Tuesday, November 04, 2014
Herbert Blomstedt's Bruckner 8th
To relieve the tedium and stress of shifting house, I got me a recommended recording of Bruckner's Symphony no. 8. (Even for Bruckner, the piece has an especially complicated history of revisions, including some made long after the composer had passed from the scene; this seems to be the pure Robert Haas edition -- as if I could tell).
The recording is of a live concert with Herbert Blomstedt conducting the Gewandhausorchester Leipzig. It was his farewell as the music director after several years of leading the orchestra in the '90s. I was in the audience for this same crew in Tucson when they were on tour.
My reaction on hearing it for the first time was a mixture of exhilaration and disappointment. The orchestra is world-class, although many other first-rate ensembles have played the symphony. Blomstedt is a gifted musician who doesn't indulge in eccentricities or exaggerated point-making. Many felicities of the score have been carefully polished. Strings and horns are partners, not adversaries, their colors mixing in extraordinary ways. For once, the harp in the Adagio actually seems to be part of the fabric of the music, not embroidery.
So what was disappointing? Comparisons are odious, but who can avoid them? My favorite versions have been Furtwängler (1944) and Karajan (1988), both -- interestingly -- with the Vienna Philharmonic. God bless Maestro Blomstedt, but he is no Furtwängler and he is no Karajan. Blomstedt's style struck me as stern, with too much stop-and-start even for music that incorporates pauses as a key element.
Of course I often change my mind after a first listen. I was keen to play the recording again after two days, a good sign.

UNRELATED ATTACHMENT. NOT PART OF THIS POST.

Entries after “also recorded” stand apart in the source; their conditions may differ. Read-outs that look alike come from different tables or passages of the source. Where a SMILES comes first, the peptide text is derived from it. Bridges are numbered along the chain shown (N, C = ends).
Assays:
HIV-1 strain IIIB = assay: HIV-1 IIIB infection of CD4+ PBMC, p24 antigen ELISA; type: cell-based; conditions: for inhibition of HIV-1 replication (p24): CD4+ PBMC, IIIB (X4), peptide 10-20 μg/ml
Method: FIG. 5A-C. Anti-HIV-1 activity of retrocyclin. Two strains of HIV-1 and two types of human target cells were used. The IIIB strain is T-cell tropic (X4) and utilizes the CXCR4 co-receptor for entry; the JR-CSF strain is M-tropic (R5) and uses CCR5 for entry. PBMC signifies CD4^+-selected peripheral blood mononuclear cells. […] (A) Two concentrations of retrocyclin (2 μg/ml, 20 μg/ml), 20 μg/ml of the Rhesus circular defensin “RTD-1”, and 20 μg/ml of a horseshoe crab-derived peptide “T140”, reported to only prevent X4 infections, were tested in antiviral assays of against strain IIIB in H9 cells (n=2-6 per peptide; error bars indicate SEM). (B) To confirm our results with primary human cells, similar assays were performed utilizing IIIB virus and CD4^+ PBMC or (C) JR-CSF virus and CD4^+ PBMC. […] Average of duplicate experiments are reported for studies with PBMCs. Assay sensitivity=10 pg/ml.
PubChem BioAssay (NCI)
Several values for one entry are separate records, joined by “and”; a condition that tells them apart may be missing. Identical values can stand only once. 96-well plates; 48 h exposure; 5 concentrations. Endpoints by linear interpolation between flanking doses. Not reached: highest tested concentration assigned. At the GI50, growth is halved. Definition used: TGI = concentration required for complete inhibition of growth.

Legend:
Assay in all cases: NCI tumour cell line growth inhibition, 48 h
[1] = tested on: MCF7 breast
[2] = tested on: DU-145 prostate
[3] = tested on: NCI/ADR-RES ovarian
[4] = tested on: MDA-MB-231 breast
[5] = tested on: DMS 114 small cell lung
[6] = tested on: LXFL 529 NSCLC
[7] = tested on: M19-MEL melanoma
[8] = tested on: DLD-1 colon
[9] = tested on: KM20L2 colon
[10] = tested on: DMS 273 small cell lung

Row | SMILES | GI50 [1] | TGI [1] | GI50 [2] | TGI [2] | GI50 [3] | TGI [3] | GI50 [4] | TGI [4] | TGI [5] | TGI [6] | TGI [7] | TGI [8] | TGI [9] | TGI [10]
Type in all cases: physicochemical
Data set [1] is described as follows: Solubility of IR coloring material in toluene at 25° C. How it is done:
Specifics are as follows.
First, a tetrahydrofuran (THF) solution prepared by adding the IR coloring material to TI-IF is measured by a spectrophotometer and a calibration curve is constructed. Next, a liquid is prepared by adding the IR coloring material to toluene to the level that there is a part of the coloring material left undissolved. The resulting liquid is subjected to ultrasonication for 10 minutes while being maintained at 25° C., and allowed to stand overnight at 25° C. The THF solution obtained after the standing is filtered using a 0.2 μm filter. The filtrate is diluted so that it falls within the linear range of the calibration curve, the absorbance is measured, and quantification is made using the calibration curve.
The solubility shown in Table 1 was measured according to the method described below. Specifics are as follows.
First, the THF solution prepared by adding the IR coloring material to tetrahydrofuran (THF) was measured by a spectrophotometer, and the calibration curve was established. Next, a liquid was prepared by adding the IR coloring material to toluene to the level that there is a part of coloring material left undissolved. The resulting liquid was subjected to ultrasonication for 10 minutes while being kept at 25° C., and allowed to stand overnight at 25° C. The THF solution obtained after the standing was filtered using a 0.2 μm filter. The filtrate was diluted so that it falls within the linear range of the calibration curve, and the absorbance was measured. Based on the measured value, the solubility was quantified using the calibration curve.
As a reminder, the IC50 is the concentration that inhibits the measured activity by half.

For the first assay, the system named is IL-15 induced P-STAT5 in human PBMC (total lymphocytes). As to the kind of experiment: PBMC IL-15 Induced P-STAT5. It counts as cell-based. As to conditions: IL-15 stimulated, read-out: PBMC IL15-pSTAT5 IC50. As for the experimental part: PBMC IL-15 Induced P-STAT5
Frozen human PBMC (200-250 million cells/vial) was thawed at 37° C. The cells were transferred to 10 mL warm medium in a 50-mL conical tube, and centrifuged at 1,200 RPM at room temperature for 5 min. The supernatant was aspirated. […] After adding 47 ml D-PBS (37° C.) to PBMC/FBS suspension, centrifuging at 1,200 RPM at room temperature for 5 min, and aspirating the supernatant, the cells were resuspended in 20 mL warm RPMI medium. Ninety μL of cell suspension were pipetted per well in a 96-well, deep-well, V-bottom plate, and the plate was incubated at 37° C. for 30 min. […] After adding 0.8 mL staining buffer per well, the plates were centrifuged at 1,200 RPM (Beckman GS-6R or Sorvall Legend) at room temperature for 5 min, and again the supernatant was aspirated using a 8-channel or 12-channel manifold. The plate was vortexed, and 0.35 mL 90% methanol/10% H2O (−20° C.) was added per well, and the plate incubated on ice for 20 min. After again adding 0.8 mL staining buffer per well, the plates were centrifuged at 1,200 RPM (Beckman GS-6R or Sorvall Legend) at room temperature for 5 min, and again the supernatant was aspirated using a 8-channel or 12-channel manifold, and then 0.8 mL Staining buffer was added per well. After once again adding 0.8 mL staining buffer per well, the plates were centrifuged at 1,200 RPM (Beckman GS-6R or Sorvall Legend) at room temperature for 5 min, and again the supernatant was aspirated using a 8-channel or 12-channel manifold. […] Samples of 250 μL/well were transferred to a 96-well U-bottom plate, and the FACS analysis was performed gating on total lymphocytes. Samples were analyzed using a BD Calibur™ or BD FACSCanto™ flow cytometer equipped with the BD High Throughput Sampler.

Sure enough, I had a sudden insight that came to me long after it should have, much later than I expect most Bruckner enthusiasts have rumbled it. Bruckner lived and worked in the Romantic period of the late 19th century, but he is not a Romantic composer. (Even Symphony no. 4, nicknamed "Romantic," is at most so only in comparison with Bruckner's others.) The musical landscape at the time was divided into opposing camps, followers of Brahms and followers of Wagner. Bruckner, as I have read many times, practically worshiped Wagner. But the stylistic association somehow always escaped me.
You can play Bruckner in a romantic way, as Karl Böhm (also with Vienna!) and Bruno Walter did, and achieve wonders. But I've finally "gotten it" that Bruckner modeled his expression after Wagner. There is a difference, though: Bruckner absorbed Wagner's brilliant dramatism, but overlaid it with a spiritual dimension that was deeply important to him.
A good deal of Blomstedt's interpretation snapped into place the second time I heard his recording. Still, the great Adagio is too insistent and unloving -- if only he had treated it with the sweet delicacy he brought to the trio (the soft middle section) of the Scherzo! In a performance like this, we need relaxation and gentility in the midst of the rocky climb to beatitude.
The recording is remarkably true, especially considering it was taken in a live performance, probably one performance (many live recordings are patchworks from different nights). As Mr. Chakwin says, "You will have as close to a Bruckner orchestra in your home as your sound equipment can deliver."
The producer has insisted on the typically idiotic practice for live recordings of including applause -- both before and after the concert. At least he had the decency to put it on separate tracks so you can program it out.